MathGroup Archive 2012

[Date Index] [Thread Index] [Author Index]

Search the Archive

Re: Working with indefinite number of variables

  • To: mathgroup at
  • Subject: [mg129136] Re: Working with indefinite number of variables
  • From: David Bailey <dave at>
  • Date: Mon, 17 Dec 2012 02:59:40 -0500 (EST)
  • Delivered-to:
  • Delivered-to:
  • Delivered-to:
  • Delivered-to:
  • References: <kahkfe$d6j$>

On 15/12/2012 10:47, Benjamin Hell wrote:
> Hi,
> I have been wrapping my head around this for a while now and I have not found a solution so far.
> I want to work with an indefinite number of variables in mathematica and use some built in functions.
> To make things more specific for starters I want to do the following:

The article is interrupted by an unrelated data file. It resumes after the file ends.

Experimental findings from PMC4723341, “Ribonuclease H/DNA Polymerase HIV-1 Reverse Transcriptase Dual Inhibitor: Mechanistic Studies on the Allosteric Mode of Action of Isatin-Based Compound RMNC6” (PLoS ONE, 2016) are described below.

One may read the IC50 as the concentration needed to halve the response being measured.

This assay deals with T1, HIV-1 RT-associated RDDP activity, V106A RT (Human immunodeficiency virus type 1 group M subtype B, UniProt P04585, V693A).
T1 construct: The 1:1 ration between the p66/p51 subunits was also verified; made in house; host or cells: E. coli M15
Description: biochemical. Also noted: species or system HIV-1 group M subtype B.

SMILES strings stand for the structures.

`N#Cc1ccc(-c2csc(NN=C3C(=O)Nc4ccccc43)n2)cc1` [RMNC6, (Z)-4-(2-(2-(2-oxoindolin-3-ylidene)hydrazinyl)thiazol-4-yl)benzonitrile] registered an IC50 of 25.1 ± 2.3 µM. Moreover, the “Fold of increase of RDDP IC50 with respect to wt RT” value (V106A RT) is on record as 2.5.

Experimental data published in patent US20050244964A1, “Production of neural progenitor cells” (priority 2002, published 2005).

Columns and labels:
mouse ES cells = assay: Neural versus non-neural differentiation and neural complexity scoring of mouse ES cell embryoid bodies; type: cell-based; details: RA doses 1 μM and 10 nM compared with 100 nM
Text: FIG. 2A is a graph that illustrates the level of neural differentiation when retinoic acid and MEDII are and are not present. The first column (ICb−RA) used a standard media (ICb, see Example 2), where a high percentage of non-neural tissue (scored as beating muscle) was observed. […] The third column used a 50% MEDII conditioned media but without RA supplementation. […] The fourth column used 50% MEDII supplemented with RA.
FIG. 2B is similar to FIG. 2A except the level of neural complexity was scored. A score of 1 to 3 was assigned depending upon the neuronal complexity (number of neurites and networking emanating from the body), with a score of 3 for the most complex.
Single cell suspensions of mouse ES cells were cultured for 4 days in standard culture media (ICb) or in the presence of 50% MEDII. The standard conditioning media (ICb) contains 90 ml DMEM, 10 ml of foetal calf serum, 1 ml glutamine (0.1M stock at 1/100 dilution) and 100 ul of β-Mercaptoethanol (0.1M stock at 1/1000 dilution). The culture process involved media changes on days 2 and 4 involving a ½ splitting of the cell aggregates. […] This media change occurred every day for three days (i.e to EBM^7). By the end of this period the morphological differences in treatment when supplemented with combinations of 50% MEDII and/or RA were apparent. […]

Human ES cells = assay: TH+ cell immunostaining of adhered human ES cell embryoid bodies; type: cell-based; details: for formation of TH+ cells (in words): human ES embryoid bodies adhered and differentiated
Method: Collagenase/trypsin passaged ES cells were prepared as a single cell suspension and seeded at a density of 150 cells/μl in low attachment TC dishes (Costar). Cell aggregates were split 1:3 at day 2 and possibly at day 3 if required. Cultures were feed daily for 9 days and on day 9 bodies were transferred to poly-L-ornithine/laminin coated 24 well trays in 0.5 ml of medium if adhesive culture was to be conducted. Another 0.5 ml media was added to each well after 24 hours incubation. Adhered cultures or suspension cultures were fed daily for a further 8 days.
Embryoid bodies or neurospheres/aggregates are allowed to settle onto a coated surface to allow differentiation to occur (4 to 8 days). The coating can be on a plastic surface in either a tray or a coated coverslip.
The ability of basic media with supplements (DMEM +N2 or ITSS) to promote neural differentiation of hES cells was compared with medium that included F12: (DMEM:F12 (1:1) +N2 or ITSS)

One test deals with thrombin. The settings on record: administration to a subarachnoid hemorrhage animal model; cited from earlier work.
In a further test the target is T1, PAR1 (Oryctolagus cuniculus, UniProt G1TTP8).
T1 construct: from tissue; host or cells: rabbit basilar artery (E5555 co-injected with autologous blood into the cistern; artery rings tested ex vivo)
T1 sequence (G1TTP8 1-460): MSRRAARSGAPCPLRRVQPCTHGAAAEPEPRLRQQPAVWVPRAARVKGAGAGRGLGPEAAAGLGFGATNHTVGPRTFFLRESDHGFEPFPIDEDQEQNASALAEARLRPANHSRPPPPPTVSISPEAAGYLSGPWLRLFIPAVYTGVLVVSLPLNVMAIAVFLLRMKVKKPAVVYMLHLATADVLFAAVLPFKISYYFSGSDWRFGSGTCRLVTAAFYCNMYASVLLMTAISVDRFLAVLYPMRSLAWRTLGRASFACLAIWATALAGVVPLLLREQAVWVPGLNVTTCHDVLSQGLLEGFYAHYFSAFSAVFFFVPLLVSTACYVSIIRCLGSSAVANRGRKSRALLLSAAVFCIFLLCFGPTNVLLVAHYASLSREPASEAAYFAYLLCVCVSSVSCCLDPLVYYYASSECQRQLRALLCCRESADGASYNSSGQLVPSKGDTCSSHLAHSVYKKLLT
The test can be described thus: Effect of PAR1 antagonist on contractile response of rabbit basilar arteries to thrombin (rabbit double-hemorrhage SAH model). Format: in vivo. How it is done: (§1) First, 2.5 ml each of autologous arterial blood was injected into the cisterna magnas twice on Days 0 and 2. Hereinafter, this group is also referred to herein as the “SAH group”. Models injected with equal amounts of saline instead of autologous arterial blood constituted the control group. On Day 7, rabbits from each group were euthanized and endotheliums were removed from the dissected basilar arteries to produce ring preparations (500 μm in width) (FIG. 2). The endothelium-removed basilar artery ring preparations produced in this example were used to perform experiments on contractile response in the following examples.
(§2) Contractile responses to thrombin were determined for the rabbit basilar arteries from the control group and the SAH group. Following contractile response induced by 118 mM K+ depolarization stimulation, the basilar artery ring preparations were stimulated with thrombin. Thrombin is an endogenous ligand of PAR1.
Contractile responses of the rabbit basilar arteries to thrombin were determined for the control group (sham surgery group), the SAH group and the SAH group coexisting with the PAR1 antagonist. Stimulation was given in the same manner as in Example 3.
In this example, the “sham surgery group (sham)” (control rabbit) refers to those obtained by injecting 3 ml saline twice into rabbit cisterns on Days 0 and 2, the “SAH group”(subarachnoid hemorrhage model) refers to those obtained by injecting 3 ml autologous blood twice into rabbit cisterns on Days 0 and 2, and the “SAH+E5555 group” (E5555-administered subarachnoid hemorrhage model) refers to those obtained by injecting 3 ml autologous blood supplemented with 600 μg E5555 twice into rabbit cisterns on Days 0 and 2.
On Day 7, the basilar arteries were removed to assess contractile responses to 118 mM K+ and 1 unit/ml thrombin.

> Define a sum with n summands each containing a new variable x[i] (in the i-th summand):
> sum[n_] = Sum[i*x[i], {i, 1, n}]
> Then I want to differentiate the expression with respect to some x[i] like:
> D[sum[n],x[2]]
> Mathematica return 0 instead of 2. If I supply a specific n like:
> D[sum[2],x[2]]
> everything works fine.
> I thought about using Assumptions for n, but with no success so far.
> How can I do that right?
Clearly D[sum[n],x[2]] should ideally return something like:




The problem is, of course, that the Sum command can't evaluate if n is 

Possibly it would help if you supplied a bit more context regarding what 
you are trying to do.

David Bailey

  • Prev by Date: Re: Recurrence Equation RSolve, no error shown, no solution?
  • Next by Date: Re: silly question on formatting tables
  • Previous by thread: Working with indefinite number of variables
  • Next by thread: Re: Working with indefinite number of variables